Confident, truly huge beauties

Barbara Amiel: “We are probably in the middle of an aesthetic change”

Barbara Amiel
Confident, truly huge beauties
Photograph by Chris Carlson/Associated Press

Who will make her Oscar dress, I asked myself, as I suspect countless plus-sized people must have been asking. (I’m not a plus-sized person myself but have wish-fantasies of being one—in the right places, that is.) All you saw for the first pre-Oscar hour were skinny white person after skinny white person, like me only decades younger, and all just so incredibly thrilled to be here on the red carpet mantra-ing, “I never dreamt of this when I was growing up…,” not before the age of four anyway. The men wore Tom Ford and Burberry, the women Chanel, Versace, and Valentino with their wrists like Masai tribeswomen all tunnelled up with bangles courtesy of Chopard—which is funny when you remember that the Kenya Masai live with their bangles in huts made of dried merde. But which designer was going to get the starring dress of the night, the super-plus of all pluses?

Meanwhile, you couldn’t but wonder how it is possible for stomachs to be so absolutely flat. God, I know how difficult it is even when you starve for 36 hours to get into the special dress (and then at dinner reach for a piece of bread, which, as one New York stick-person reprimanded me, “is not the staff of life, Barbara.” So no bread that evening). Sandra Bullock, looking as whippet-narrow as a human can be, told the interviewer that after the ceremonies she was going to go out “and have a cheeseburger, deep-fried fries and a milkshake.” Oh yes, and visit the emergency room with a volvulus if she did half of that—there can’t be room in her intestines for a sorbet.

I digress. Along came the much-anticipated dress: the outsized Marchesa dress wearing Gabourey Sidibe. Draped chiffon, sapphire blue like the name of the author of the novel Precious, with sparkly bits around the neckline and hips. A size beyond 26, the same designer that Sandra Bullock, size zero, was wearing. “You look good, girl,” said the interviewer, using the lingua franca of African-Americans.

How did she look? Dimpled arms, lots of extra flesh at the top of them, plump hands, a face radiant with happiness and fat. She looked good, girl, I thought. Back in the fifties, pin-up girls were almost normal weight, even had cellulite, but the hourglass figure was required: that had been an ideal for about 150 years. Then came the post-Twiggy thin thing. Now flesh is creeping back onto bones. But this is something different, these big ladies, from Anna Nicole Smith to Queen Latifah and Oscar winner Mo’Nique (odd to put an apostrophe in your name—rather U’Nique I suppose). They may not be sumo wrestler size, though some are near it, but they are truly huge beauties. They inhabit an alternate universe.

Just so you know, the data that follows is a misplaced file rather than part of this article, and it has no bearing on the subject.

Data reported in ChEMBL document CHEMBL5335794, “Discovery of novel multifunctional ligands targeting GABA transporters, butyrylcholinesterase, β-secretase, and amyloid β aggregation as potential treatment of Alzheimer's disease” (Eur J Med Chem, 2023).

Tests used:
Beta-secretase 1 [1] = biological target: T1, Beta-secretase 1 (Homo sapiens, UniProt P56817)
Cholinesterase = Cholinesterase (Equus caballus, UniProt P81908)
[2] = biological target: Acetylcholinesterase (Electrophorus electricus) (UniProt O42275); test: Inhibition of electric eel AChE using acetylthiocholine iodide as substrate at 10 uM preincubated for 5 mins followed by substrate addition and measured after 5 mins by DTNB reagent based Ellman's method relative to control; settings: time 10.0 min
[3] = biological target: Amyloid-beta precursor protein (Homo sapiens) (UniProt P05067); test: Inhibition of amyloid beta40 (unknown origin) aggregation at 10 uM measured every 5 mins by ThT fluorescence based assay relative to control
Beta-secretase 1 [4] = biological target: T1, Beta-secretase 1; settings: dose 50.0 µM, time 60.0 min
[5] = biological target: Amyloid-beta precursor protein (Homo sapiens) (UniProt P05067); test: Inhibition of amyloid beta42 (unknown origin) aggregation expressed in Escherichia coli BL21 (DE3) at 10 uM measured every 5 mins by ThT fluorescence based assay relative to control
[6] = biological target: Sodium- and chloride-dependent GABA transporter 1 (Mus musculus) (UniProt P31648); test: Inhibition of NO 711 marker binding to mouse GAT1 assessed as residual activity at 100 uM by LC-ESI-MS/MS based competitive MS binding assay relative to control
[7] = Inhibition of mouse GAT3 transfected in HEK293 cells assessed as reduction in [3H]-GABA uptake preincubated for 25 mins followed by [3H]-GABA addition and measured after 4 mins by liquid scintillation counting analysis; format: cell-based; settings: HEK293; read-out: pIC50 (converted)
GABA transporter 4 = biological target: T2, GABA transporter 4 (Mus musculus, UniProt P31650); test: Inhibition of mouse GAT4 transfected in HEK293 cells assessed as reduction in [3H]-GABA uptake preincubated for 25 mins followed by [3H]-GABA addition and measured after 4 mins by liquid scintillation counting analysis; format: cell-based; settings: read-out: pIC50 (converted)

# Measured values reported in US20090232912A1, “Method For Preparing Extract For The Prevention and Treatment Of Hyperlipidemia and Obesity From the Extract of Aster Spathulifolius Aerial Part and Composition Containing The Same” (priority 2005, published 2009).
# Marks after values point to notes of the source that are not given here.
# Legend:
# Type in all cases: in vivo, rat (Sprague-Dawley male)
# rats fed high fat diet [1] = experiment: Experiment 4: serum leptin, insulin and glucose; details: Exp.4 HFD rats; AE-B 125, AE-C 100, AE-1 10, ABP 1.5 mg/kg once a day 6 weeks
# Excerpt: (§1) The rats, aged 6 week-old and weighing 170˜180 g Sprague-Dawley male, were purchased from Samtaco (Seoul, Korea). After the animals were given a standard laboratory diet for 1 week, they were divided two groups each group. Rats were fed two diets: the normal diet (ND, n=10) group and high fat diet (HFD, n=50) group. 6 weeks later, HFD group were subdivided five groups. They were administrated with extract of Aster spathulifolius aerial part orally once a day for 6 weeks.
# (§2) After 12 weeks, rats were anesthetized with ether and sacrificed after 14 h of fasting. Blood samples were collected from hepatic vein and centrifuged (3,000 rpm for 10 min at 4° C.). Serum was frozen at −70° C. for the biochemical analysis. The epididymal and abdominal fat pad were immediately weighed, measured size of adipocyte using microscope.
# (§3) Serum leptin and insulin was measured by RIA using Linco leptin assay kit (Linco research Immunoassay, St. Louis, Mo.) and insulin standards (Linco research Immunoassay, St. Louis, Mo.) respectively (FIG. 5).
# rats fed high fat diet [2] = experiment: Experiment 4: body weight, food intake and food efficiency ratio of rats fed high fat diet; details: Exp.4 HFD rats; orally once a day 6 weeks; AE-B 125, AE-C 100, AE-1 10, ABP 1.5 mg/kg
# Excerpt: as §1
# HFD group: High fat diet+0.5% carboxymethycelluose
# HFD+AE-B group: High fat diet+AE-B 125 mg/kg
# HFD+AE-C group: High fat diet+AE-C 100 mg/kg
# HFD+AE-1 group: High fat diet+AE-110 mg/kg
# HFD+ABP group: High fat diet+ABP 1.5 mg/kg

This is definitely not the universe of Mad Men’s gorgeous Christina Hendricks, who was on last week’s New York magazine cover in this season’s bare-your-underwear look. She’s very Anna Nicole Smith voluptuous, but we know she can’t be more than a size 12 absolute maximum and is definitely not a candidate for the Beth Ditto outsize clothing line with its bold domino print dress that sold out at the British chain Evans when it debuted last summer. Still, Hendricks’s very popularity shows where the ideal is moving. She’s at least five sizes larger than a catwalk model or American socialite. But she doesn’t have to scan a room before entering to see if the chairs will be wide enough or hunt for armless seats. She needn’t work out how to avoid obstacles that could be embarrassing.

There is, naturally, a National Association to Advance Fat Acceptance that takes on anti-fat discrimination cases. The majority of NAAFA members are middle-class whites and not the fat African-Americans that we see on screens or in the streets or that I see sometimes when I visit my husband in prison. I don’t know if there are more fat black people than white—there is certainly a higher rate of diabetes in the black community—but they have a different approach to fatness, a more accepting approach, and so the women wear their fat well and don’t bother so much about hiding it. They look better not only because many of them are young but because they have the elixir of confidence.

This is what the Oscar ceremony brought home. We are probably in the middle of an aesthetic change, but of course you can’t feel it. If you were an obese member of the popular Fat Men’s Club of Connecticut, founded in 1866, you were part of a very distinguished group. By the early 1900s, the club was gone. Americans started dieting, and by 1925, there were newspaper complaints that “reducing has become a national pastime…a frenzy.” Those portly men never knew what hit them.

We live on earth in a sort of spacecraft, thinking we are standing still, unaware that we are spinning around at over 1,000 miles an hour. Being in the middle of changing times is rather like that: you only see the change in relationship to something standing still. There’s a whole parallel universe outside mainstream culture, swapping ways to survive in the regular-sized world. Members aren’t much interested in the American way of dissing fat as a moral issue—you’re lazy, undisciplined, self-indulgent or just eat too much. They’re done with yo-yo dieting. They are most unlikely to be the ideal soon of any Eurocentric culture and they’re even losing ground in the Arab and African outposts that prize fat women. But they are having their subtle effect on our beauty standards: I for one will never pass up that bread again.